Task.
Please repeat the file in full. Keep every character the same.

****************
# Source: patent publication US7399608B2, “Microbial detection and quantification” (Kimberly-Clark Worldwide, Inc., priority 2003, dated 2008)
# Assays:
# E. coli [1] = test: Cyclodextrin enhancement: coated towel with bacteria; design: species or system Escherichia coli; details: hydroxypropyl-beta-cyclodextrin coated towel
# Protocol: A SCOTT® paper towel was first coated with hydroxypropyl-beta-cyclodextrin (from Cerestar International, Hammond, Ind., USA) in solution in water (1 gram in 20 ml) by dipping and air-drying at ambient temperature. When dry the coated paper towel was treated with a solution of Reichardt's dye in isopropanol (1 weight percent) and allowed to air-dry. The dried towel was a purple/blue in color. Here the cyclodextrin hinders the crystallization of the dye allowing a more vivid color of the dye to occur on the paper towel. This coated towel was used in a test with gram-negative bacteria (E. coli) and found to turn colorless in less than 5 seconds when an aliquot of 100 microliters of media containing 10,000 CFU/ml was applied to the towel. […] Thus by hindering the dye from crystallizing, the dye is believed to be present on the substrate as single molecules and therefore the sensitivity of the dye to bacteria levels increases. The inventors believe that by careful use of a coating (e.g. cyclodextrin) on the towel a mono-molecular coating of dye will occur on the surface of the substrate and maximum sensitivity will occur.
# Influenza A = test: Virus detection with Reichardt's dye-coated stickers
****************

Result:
# Source: patent publication US7399608B2, “Microbial detection and quantification” (Kimberly-Clark Worldwide, Inc., priority 2003, dated 2008)
# Assays:
# E. coli [1] = test: Cyclodextrin enhancement: coated towel with bacteria; design: species or system Escherichia coli; details: hydroxypropyl-beta-cyclodextrin coated towel
# Protocol: A SCOTT® paper towel was first coated with hydroxypropyl-beta-cyclodextrin (from Cerestar International, Hammond, Ind., USA) in solution in water (1 gram in 20 ml) by dipping and air-drying at ambient temperature. When dry the coated paper towel was treated with a solution of Reichardt's dye in isopropanol (1 weight percent) and allowed to air-dry. The dried towel was a purple/blue in color. Here the cyclodextrin hinders the crystallization of the dye allowing a more vivid color of the dye to occur on the paper towel. This coated towel was used in a test with gram-negative bacteria (E. coli) and found to turn colorless in less than 5 seconds when an aliquot of 100 microliters of media containing 10,000 CFU/ml was applied to the towel. […] Thus by hindering the dye from crystallizing, the dye is believed to be present on the substrate as single molecules and therefore the sensitivity of the dye to bacteria levels increases. The inventors believe that by careful use of a coating (e.g. cyclodextrin) on the towel a mono-molecular coating of dye will occur on the surface of the substrate and maximum sensitivity will occur.
# Influenza A = test: Virus detection with Reichardt's dye-coated stickers